Monday, January 24, 2022

Vietnam acknowledges US “Limits in the Seas”


 In its latest study, Washington rejects both Beijing’s geographic and historic claims in most of the resource-rich sea.

Hanoi said it appreciates the US’s detailed study “Limits in the Seas” on Beijing’s maritime claims in the South China Sea.

“Vietnam acknowledges the US Department of State’s publication of Report No. 150 on maritime boundaries regarding the disputes in the East Sea (referred to the South China Sea),” Spokesperson Le Thi Thu Hang of the Ministry of Foreign Affairs said on January 14, two days after the release of the document.

“Vietnam has repeatedly affirmed its consistent and clear position, both within the bilateral and multilateral frameworks, according to which Vietnam always opposes and does not accept all related claims that are inconsistent with international law, including the 1982 United Nations Convention on the Law of the Sea (UNCLOS),” Hang said in a statement. 

“On this occasion, Vietnam once again asked relevant parties to respect Vietnam’s sovereignty, sovereign rights, and jurisdiction in the East Sea, respect diplomatic and legal processes, and make active contributions to maintaining peace, stability, security, and freedom of navigation and overflight in accordance with UNCLOS and the rules-based order,” she stated.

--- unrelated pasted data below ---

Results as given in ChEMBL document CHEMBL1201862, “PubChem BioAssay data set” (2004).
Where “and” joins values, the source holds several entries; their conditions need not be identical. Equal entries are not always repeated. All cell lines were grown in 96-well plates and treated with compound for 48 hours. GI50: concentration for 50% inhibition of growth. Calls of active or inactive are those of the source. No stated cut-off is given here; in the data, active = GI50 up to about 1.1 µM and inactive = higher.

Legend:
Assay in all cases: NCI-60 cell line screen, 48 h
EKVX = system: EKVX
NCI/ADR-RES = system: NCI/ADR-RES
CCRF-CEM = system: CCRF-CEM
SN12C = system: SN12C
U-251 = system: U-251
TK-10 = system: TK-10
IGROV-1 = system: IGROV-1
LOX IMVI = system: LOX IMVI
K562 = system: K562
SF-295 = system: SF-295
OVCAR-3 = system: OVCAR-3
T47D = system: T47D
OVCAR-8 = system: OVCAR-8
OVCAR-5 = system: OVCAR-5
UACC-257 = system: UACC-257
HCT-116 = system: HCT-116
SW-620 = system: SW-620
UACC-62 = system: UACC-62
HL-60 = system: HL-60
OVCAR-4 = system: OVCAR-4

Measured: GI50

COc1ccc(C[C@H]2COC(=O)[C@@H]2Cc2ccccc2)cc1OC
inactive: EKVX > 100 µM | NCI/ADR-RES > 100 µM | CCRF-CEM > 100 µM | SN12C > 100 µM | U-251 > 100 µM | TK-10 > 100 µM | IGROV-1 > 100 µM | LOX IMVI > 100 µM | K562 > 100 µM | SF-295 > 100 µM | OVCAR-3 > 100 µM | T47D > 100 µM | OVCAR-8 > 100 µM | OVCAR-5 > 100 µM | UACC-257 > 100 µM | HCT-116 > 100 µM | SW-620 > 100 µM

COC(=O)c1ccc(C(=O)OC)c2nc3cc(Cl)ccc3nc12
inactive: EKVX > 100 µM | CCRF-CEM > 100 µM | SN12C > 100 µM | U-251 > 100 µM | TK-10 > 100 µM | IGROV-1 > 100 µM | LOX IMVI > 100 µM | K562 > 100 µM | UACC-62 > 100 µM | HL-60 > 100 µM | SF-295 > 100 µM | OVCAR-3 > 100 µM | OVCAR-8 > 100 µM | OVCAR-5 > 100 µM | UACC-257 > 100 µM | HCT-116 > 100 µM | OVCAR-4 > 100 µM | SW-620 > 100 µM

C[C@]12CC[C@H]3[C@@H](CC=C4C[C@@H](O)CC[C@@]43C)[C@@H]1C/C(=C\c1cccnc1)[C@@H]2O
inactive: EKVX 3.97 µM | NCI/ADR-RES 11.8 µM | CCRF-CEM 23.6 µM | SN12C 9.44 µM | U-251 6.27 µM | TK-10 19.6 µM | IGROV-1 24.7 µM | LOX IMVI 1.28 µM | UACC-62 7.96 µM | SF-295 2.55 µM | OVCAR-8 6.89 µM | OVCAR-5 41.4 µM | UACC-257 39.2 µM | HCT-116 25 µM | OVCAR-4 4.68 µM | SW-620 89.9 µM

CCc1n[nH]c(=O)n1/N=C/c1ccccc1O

The “Limits in the Seas” study, which was issued by the Office of Ocean and Polar Affairs, and the Bureau of Oceans and International Environmental and Scientific Affairs, examines China’s maritime claims in the South China Sea. It said that China’s expansive maritime claims in the South China Sea are inconsistent with UNCLOS.

This study builds on Limits in the Seas No. 143 (2014), which analyzed China’s ambiguous “dashed-line” claim in the South China Sea. The document in 2014 concluded that China’s dashed-line claim was neither a valid national boundary nor a valid claim to historic rights in the South China Sea.

In 2016, having considered China’s dashed-line claim, an arbitral tribunal convened in accordance with the UNCLOS (Convention) reached a similar conclusion in The South China Sea Arbitration (The Philippines v. China). The arbitral tribunal issued a unanimous decision, which is final and binding on the Philippines and China, finding that:

“China’s claims to historic rights, or other sovereign rights or jurisdiction, with respect to the maritime areas of the South China Sea encompassed by the relevant part of the ‘nine-dash line’ are contrary to the Convention and without lawful effect to the extent that they exceed the geographic and substantive limits of China’s maritime entitlements under the Convention [and that] the Convention superseded any historic rights, or other sovereign rights or jurisdiction in excess of the limits imposed therein.”

Washington rejects China’s both geographic and historic claims, saying they are “unlawful”, gravely undermining the rule of law in the oceans and numerous universally-recognized provisions of international law reflected in UNCLOS.

For this reason, the United States and numerous other States have rejected these claims in favor of the rules-based international maritime order within the South China Sea and worldwide.




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